Meanwhile, I found out that my Narco Analysis test CD had been leaked to a news channel which was airing it. I was the first person in India on whom Narco Analysis test was done. The Narco test which had been leaked to the Hindi news channel created furore. The judge in the next hearing asked the prosecuting agencies to explain how an officially sealed and confidential Narco Analysis CD was leaked to the channel when it was supposed to be confidential and not even shown to the accused.  Soon, the entire matter was hushed up.

Once, while my case was being heard, the Delhi Police told the judge that I had brought some explosives in a truck to New Delhi from Srinagar.  When they were questioned by the judge how I could drive a truck with explosives undetected all the way to Delhi, the police then said it was some miscalculation on their part and that there was no truck involved. Similarly, they could not prove how I used by mobile SIM illegally or for any terror activities. Even that police evidence fell flat.

I was accused of being “Laskhar-e-Toiba’s Chief Spokesperson” and “coordinator” and also its “financial advisor”. Can they explain how can a person working with a leading multinational company in the valley with a clean record be a LeT spokesperson, that too, a Chief Spokesperson? Maybe because I was looking after the company’s business in the entire valley and was coordinating with other units and other employees, I automatically became some coordinator for LeT as well!

In my case, about 337 witnesses recorded their statements in the court over the years. In the first ten years all that the witnesses would say in the court was that the blasts happened and that they saw some injured people. That was all. Then one of the judges asked why they need to waste the court’s time in every hearing. He said he’ll write what they’re all saying just once, in one statement mentioning all the names of the witnesses. Next day, when I appeared in the court again for another hearing, that judge had been transferred.

On another hearing, another judge once questioned the prosecuting agencies. “Is there any case against these people?” “Kyon,in pai koye recovery nahe lagaya hai (Why, haven’t you framed them yet by showing some recovery of weapons?). The judge threw the file at the police authorizes, saying that he can tell that our case is “made up” and that the charges against us were “fabricated”.

It took them almost 11 years to prove that we were not guilty of carrying out the 2005 Delhi blasts, which was a serious allegation against me. Then a new section was created which was not in the actual FIR and in the original charge sheet either. The section under 39 of unlawful Activities Act was slapped against me. But this section is vague. Under this section, I’ve been accused of “supporting militant activities” but its scope is such you can convict the whole Kashmir population under this section.

Initially, I was accused of being a “mastermind” of Delhi blasts. At least this is clear now that I’m not an accused in the blast case. And as for being accused under section 39, the maximum punishment for that section is ten years and I have already been jailed for about 12 years.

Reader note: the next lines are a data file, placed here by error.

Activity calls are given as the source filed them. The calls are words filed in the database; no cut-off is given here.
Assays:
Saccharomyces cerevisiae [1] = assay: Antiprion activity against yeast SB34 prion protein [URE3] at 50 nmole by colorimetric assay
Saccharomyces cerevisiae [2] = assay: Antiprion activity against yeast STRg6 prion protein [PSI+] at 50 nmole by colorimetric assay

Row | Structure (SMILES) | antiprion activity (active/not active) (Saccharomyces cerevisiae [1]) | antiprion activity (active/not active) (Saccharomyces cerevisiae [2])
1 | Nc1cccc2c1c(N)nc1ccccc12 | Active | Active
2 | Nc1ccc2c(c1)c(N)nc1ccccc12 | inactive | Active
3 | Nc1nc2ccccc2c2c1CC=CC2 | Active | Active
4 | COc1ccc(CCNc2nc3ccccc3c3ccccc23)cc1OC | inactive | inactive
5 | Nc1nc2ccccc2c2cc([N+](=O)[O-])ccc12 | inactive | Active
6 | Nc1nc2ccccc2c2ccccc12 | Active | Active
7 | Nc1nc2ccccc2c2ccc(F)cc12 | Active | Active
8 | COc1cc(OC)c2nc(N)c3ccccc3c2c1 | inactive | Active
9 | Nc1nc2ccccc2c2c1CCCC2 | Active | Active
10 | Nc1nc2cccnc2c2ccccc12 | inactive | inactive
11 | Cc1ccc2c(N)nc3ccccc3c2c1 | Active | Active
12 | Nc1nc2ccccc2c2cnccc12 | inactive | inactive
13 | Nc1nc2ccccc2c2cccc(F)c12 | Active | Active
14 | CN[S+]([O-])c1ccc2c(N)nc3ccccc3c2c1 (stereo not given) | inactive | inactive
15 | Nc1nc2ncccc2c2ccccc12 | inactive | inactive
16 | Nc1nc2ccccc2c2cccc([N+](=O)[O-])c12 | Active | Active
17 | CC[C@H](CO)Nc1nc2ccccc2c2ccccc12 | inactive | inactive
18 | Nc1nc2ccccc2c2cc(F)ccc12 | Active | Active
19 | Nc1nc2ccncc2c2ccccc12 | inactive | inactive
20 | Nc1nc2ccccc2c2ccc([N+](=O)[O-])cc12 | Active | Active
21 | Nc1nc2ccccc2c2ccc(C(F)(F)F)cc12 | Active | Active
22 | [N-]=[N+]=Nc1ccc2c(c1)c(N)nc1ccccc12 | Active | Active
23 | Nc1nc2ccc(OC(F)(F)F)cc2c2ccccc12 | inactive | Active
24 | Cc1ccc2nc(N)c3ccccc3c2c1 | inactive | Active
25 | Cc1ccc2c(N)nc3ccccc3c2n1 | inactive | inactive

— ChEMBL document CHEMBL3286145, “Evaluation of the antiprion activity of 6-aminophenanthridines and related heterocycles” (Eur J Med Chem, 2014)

While in the custody of special cell of Delhi Police, they also accessed my bank account transactions. Since I was the only person managing the company’s operations in the entire valley, I’d an account opened in SBI as my salary would come from Singapore office of the company. My distributor had opened another J&K Bank account in Batamaloo area. And then I had another account opened by the company in HDFC bank when they started operating in the valley where my company salary would be deposited every month. That is how I had those accounts but the Delhi Police presented my company transactions in my bank accounts in such a manner as if it was some illegal money meant for carrying out some terror activities.

This is how I became the so called mastermind of Delhi blasts as I was called then by the media in Delhi. It’s a joke.

My 11-year-old daughter, Fatima, was born after my arrest. When I returned home, she would ask me why so many people are coming to our house now. Being away from her all these years was haunting me. I couldn’t see her when she was born. But when I saw her on my return here, I felt very pained as she also reminded me of many other daughters and Fatimas’ of Kashmir who were blinded by pellets last year. Even my daughter could have been one of them.

In the Delhi blasts case, for which I was wrongly imprisoned for about 12 years, at the end the court said I had no involvement in the blasts. I didn’t get justice. And the victims of the Delhi blasts who lost their kith and kin also did not get the justice as they don’t even know today who actually carried out the blasts which killed their loved ones. And on the other hand, the people responsible for framing innocent people like us and using state resources to frame helpless people are rewarded by the state instead of being punished for falsely implicating people on terror charges.

So this is injustice for all. And if you call it justice, then you’ll have to change the meaning of injustice.

(As told to Majid Maqbool)